What the Heck Is Dusty?

So Dusty has no basset hound nor dachshund in him. That was definitely not what we expected to hear! I even emailed DNA My Dog to confirm the results, and they kindly did a manual check for those specific breeds. Nada.

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What? No basset?

So where did his misshapen legs come from? I asked. And they sent me a picture of a “dwarf” beagle. Yep, that sure does look a lot like Dusty (see infographic below).

But beagle didn’t appear as a level 1 or even as a level 2 in his makeup. It was a level 3, meaning he is only 20-36% beagle. His predominant breed (37-74%) is—would you believe it?—American Eskimo! Those small to medium white fluffy dogs with the curly “plumey” tails that look like petite Samoyeds.

Well, while we cannot see any physical signs of American Eskimo in Dusty, in reading about the breed, I can see some of its other traits in Dusty. For instance, I learned that American Eskimos were widely used as circus dogs in the 1930s and 1940s. They are highly trainable, quite vocal (i.e., they love to bark, and they bark loud and long, like Dusty), very intelligent, and like to work. Check, CHECK!, check and check. Although generally healthy dogs, they are prone to allergies and hip dysplasia. Check and check. And Samoyeds, which are the closest related breed (and not in the DNA My Dog database, meaning Dusty may actually be Samoyed, not American Eskimo) are among the top-listed dogs predisposed to dwarfism (achondroplasia), so it’s possible Dusty’s dwarfism is not related to his beagleness at all. And his bark is definitely not a beagle bay, so perhaps he gets that from his American Eskimo kin (I don’t know that I’ve ever heard that bark).

Anyway, personality-wise, Dusty has a lot of the traits that suggest American Eskimo, but those traits, of course, aren’t unique to that breed.

And Dusty is far from all American Eskimo.

He also has Keeshond (like the American Eskimo, a Spitz), Ibizan hound, and border terrier in him. Here are some of the traits we think Dusty gets from those breeds:

Keeshond: outgoing, full of personality, likes to bark, prone to hip dysplasia and skin problems, sheds heavily, needs long walks to satisfy migration instinct.

Ibizan hound: “clowns” of the dog world, slender body, long snout, deep chest, sensitive, willful, needs long walks to satisfy migration instinct.

Border terrier: strong-willed, intelligent, eager to please.

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HUGE thank-you to the multi-talented Adrienn Tordai for the very cool infographic!

Today, for the first time since learning Dusty’s breeds, I was asked if he was a basset/beagle mix (we’re asked that a lot). And for the first time, I had to say he was an American Eskimo/beagle mix. How stupid did I feel? Yep, about as stupid as you imagine I felt. It’s tempting to continue the basset/beagle party-line. For one thing, it will make for a much shorter conversation!

And thanks to a “last kick at the can” as she called it, we have a winner for our Guess the Breed contest! In the wee hours of the morning, Roberta of Toronto (mom of dachshunds Blitz and Mercedes) submitted the guess of Keeshond! Roberta, I look forward to hearing your thought process behind that seemingly crazy theory that turned out to be right! Roberta can choose either a hand-knit doggy hoodie or a donation to an animal charity of her choice. Congratulations, Roberta! And thanks to everyone for playing along!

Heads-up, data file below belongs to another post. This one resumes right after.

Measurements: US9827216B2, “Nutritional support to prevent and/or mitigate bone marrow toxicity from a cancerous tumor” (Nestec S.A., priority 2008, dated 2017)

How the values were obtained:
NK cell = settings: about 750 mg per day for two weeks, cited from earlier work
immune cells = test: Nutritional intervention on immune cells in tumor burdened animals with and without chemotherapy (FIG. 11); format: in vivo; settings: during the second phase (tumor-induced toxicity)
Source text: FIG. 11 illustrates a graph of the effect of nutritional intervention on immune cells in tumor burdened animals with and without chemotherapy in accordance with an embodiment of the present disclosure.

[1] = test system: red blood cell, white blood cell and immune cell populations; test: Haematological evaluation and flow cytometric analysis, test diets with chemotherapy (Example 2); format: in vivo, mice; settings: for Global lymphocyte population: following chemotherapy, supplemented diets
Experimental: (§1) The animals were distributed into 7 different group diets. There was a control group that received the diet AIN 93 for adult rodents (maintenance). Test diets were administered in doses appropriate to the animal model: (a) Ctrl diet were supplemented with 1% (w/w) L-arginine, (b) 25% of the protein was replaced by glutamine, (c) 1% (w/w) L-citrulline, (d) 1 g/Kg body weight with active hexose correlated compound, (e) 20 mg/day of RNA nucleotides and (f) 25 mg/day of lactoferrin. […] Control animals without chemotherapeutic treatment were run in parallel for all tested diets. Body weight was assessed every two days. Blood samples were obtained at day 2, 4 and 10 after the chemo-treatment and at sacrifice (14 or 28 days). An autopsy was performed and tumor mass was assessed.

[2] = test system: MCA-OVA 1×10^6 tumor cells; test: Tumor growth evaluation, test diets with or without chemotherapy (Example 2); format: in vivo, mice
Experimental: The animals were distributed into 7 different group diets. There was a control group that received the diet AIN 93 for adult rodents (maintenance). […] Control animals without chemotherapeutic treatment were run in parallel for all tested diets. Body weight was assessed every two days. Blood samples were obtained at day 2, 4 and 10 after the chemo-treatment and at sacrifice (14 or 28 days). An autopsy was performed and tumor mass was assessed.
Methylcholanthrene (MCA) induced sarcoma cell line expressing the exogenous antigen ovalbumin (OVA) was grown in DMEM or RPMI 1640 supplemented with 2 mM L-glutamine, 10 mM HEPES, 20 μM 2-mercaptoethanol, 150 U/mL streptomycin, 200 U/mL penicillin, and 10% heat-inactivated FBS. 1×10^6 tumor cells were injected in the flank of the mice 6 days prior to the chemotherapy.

Stay tuned for Hogan’s “Guess the Breed” contest in the next few weeks!

P.S. If you want to test your dog’s DNA, you can order a DNA testing kit through The Animal Guardian Society (tagsinfo@animalguardian.org), and $10 of the cost will be donated to TAGS!

6 Responses to What the Heck Is Dusty?

  • Roberta says:

    Yay! It is amazing how much one’s best mental processes occur in the wee hours of the morning – at least mine do 😉 

    The funny thing is I also considered American Eskimo. Something intuitively was telling me that Dusty was a spitz of some kind. I thought, okay, think of Dusty’s personality and then add some physical traits. Alert, friendly and sociable (when I met him it was like he was trying to converse with me). It is clear that he loves being around others – dogs and people. Then I thought, what dogs have been in North America for a very long time, because if Dusty is made up of many breeds, one must be close to indigenous, maybe wolf even. Lastly, if you ignore Dusty’s short hair, but look at his side profile (minus the Beagle ears and straight tail) look at his outline and stance. Is it not similar to a spitz? I also remember feeling Dusty’s fur and even though it looked short it felt like that of a dog/wolf with two coats – long and short.

    So there you have it – my convoluted thinking in a nutshell 🙂 

    Plus, I’m also a huge fan of the Spitz. Yay Dusty!

    • Cathy Witlox says:

      I love that you say that when you met him it was like he was trying to converse with you. You are so attuned to dogs, Roberta! I totally understand what you mean because Dusty DOES do that, but I don’t think I would have been as intuitive as you as to see that on first meeting. What a great thought process at 3:00 in the morning! You really should change your work hours (that’s not to say that you’re not just as brilliant at other hours of the day, though!). 🙂

  • Louise says:

    oh my! Would have never guessed!!! No wonder him and Alley got along so well – she’s a Beagle American eskimo mix 🙂

  • Christine Gilbert says:

    Wow! I never would have guessed *any* of those breeds. He’s a real ‘Heinz 57’, as my grandfather would say. (a real mix) Thanks for a fun contest, Cathy! Will look forward to Hogan’s turn next. 🙂

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